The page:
ISEAL Alliance:

Global Seafood Suitability Initiative:

FAO Technical Guidelines on Aquaculture Certification:

Federal Trade Commission Green Guides:

Global Aquaculture Alliance:

Best Aquaculture Practices:

GlobalGAP Aquaculture:

GNN Meet Your Farm:

Friend of The Sea:

Aquaculture Stewardship Council:

International Organization for Standardization Quality Management (ISO 9000):

International Organization for Standardization Fisheries and Aquaculture (ISO/TC 234):

Naturland Aquaculture:

Certified Naturally Grown:

USDA-Process Verified:

University of Arkansas Cooperative Extension Service- Aquaculture and Fisheries:

American Fisheries Society-Fish Health Section:

USDA-APHIS, Proposed Commercial Aquaculture Health Program:


American Fisheries Society. 2014. “Suggested Procedures for the Detection and Identification of Certain Finfish and Shellfish Pathogens (Blue Book).” American Fisheries Society Fish Health Section.

Aquaculture Stewardship Council. 2018. “Find a Farm.” Aquaculture Stewardship Council.

Best Aquaculture Practices. 2018. “Certified Facilities” Best Aquaculture Practices. (November 2018).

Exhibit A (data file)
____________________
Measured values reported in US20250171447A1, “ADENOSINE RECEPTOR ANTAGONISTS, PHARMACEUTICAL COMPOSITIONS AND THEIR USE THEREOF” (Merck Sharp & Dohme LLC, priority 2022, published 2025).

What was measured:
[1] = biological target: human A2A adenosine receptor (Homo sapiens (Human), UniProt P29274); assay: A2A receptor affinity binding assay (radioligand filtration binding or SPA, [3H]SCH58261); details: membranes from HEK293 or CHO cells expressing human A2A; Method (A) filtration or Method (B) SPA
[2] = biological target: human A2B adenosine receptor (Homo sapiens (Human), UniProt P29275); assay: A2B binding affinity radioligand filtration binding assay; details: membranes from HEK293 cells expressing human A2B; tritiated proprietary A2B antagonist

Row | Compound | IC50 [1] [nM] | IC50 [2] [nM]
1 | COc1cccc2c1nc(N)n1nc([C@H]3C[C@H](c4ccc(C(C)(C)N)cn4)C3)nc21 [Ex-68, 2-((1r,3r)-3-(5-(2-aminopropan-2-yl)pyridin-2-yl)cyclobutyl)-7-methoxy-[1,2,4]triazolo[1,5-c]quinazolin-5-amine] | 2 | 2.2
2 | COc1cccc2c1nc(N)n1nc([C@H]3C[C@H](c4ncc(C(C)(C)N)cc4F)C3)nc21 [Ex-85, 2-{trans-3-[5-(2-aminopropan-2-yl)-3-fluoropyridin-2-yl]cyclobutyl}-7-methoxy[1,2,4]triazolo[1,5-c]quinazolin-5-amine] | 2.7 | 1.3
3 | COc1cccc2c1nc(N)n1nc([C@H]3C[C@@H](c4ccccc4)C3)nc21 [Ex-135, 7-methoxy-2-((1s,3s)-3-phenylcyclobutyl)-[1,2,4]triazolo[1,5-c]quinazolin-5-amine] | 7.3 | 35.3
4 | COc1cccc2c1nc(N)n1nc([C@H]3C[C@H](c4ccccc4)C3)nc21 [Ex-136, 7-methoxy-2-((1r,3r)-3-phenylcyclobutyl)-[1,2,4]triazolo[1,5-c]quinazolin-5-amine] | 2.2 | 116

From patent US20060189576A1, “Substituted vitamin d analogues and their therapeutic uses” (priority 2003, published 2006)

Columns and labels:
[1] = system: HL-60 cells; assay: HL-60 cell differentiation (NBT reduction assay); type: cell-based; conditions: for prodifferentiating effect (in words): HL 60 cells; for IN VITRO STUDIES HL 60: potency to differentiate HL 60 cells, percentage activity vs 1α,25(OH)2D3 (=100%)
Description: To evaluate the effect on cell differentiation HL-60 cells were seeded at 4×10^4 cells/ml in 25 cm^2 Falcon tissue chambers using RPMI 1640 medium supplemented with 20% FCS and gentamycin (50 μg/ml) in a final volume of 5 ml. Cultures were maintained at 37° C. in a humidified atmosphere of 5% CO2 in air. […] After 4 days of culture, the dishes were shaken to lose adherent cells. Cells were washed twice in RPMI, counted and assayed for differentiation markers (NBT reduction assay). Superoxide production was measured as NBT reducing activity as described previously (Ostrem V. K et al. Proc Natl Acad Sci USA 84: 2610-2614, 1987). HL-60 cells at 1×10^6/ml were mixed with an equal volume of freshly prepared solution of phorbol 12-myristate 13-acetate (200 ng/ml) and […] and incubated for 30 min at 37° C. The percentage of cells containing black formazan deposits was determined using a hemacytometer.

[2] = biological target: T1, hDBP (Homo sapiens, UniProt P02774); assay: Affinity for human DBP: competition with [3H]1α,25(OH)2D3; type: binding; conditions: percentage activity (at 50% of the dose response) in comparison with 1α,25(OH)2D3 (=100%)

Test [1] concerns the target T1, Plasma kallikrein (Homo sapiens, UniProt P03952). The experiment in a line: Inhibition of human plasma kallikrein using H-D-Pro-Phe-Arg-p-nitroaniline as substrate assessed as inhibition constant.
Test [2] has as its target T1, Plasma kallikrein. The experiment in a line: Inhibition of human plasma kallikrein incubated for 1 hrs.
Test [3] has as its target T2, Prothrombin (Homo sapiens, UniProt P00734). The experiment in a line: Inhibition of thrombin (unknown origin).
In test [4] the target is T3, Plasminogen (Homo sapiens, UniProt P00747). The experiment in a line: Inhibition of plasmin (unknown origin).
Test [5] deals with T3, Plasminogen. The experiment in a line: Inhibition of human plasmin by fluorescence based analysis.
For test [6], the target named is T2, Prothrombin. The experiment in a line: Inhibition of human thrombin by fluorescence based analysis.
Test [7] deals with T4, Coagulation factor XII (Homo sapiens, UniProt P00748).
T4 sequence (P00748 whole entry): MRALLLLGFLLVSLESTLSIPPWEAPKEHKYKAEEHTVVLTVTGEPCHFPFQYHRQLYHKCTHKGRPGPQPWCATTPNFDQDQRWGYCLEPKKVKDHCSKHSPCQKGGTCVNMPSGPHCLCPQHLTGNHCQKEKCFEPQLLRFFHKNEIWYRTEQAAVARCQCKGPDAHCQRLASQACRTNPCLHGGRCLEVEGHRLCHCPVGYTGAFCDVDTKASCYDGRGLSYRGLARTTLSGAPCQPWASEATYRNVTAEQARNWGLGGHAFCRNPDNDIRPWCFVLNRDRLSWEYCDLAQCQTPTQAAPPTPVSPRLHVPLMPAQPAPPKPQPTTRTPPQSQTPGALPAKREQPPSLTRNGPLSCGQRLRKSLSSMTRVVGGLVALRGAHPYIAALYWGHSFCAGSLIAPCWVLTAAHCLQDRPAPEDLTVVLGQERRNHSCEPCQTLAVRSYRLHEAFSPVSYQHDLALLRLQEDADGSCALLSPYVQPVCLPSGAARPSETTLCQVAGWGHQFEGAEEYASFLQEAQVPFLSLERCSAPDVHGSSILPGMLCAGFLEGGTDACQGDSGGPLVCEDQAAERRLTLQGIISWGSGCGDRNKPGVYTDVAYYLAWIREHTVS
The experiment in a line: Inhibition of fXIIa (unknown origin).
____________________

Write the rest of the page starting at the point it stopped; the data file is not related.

Boyd, Claude, et al. 2005. “Certification Issues For Some Common Aquaculture Species.” Reviews in Fisheries Science 13 (4): 231–279. doi: 10.1080/10641260500326867

Boyd, Claude, and Aaron McNevin. 2011. “An Early Assessment of the Effectiveness of Aquaculture Certification and Standards.” Towards Sustainability: The Roles and Limits of Certification Appendix D: A35–A65.

Brach, Simon, et al. 2018. “Sustainable Consumption and Third Party Certification Labels: Consumers’ Perceptions and Reactions.” European Management Journal 36 (2): 254–265. doi: 10.1016/j.emj.2017.03.005

Bush, S. R., et al. 2013. “Certify Sustainable Aquaculture?” Science 341:1067–1068. doi: 10.1126/science.1237314

Carlucci, Dominico, et al. 2017. “Certification Labels Versus Convenience Formats: What Drives the Market in Aquaculture Products?” Marine Resource Economics 32 (3): 295–310.

 Czarnezki, Jason, et al. 2014. “Greenwashing and Self-Declared Seafood Ecolabels.” Tulane Environmental Law Journal 28 (1): 37–52.

FAO. 1999a. “Definitions for Aquaculture Certification.” International Rice Commission Newsletter Vol. 48. Food and Agriculture Organization of the United Nations.

FAO. 1999b. “Overview of Current Aquaculture Standards and Certification Schemes.” International Rice Commission Newsletter Vol. 48. Food and Agriculture Organization of the United Nations.

FDACS, Aquaculture Division. 2016. Aquaculture Best Practices Manual. Florida Department of Agriculture and Consumer Services.

Florida Statute. 2018. “Florida Statute Title XVLI Chapter 828 Animals: Cruelty; Sales; Animal Enterprise Protection.” Online Sunshine.